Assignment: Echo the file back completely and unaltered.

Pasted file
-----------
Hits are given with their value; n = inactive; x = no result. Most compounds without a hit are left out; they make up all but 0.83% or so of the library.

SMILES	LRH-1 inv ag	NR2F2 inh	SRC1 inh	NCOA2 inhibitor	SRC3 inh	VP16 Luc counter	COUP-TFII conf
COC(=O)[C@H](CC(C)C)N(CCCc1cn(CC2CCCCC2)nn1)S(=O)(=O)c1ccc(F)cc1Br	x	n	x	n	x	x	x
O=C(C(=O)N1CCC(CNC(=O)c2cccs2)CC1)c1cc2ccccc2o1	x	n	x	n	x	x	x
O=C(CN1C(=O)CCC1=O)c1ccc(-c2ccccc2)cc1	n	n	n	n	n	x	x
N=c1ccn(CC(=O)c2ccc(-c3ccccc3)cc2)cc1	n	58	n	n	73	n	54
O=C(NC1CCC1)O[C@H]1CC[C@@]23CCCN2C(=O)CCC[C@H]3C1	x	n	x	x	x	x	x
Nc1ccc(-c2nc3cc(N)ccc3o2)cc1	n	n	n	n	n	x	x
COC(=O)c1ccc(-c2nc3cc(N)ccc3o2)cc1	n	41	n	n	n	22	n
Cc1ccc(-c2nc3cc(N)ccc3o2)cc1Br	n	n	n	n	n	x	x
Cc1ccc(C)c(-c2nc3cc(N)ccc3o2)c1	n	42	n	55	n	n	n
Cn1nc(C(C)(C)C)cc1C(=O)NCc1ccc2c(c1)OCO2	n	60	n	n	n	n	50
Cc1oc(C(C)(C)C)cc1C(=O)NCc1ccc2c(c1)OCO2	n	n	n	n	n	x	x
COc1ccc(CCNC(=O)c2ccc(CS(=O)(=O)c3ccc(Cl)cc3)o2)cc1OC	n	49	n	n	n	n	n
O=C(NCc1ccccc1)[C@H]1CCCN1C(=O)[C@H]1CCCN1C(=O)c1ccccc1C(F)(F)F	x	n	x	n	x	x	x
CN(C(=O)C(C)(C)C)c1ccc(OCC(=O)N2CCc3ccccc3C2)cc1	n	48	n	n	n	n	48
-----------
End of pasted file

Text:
Hits are given with their value; n = inactive; x = no result. Most compounds without a hit are left out; they make up all but 0.83% or so of the library.

SMILES	LRH-1 inv ag	NR2F2 inh	SRC1 inh	NCOA2 inhibitor	SRC3 inh	VP16 Luc counter	COUP-TFII conf
COC(=O)[C@H](CC(C)C)N(CCCc1cn(CC2CCCCC2)nn1)S(=O)(=O)c1ccc(F)cc1Br	x	n	x	n	x	x	x
O=C(C(=O)N1CCC(CNC(=O)c2cccs2)CC1)c1cc2ccccc2o1	x	n	x	n	x	x	x
O=C(CN1C(=O)CCC1=O)c1ccc(-c2ccccc2)cc1	n	n	n	n	n	x	x
N=c1ccn(CC(=O)c2ccc(-c3ccccc3)cc2)cc1	n	58	n	n	73	n	54
O=C(NC1CCC1)O[C@H]1CC[C@@]23CCCN2C(=O)CCC[C@H]3C1	x	n	x	x	x	x	x
Nc1ccc(-c2nc3cc(N)ccc3o2)cc1	n	n	n	n	n	x	x
COC(=O)c1ccc(-c2nc3cc(N)ccc3o2)cc1	n	41	n	n	n	22	n
Cc1ccc(-c2nc3cc(N)ccc3o2)cc1Br	n	n	n	n	n	x	x
Cc1ccc(C)c(-c2nc3cc(N)ccc3o2)c1	n	42	n	55	n	n	n
Cn1nc(C(C)(C)C)cc1C(=O)NCc1ccc2c(c1)OCO2	n	60	n	n	n	n	50
Cc1oc(C(C)(C)C)cc1C(=O)NCc1ccc2c(c1)OCO2	n	n	n	n	n	x	x
COc1ccc(CCNC(=O)c2ccc(CS(=O)(=O)c3ccc(Cl)cc3)o2)cc1OC	n	49	n	n	n	n	n
O=C(NCc1ccccc1)[C@H]1CCCN1C(=O)[C@H]1CCCN1C(=O)c1ccccc1C(F)(F)F	x	n	x	n	x	x	x
CN(C(=O)C(C)(C)C)c1ccc(OCC(=O)N2CCc3ccccc3C2)cc1	n	48	n	n	n	n	48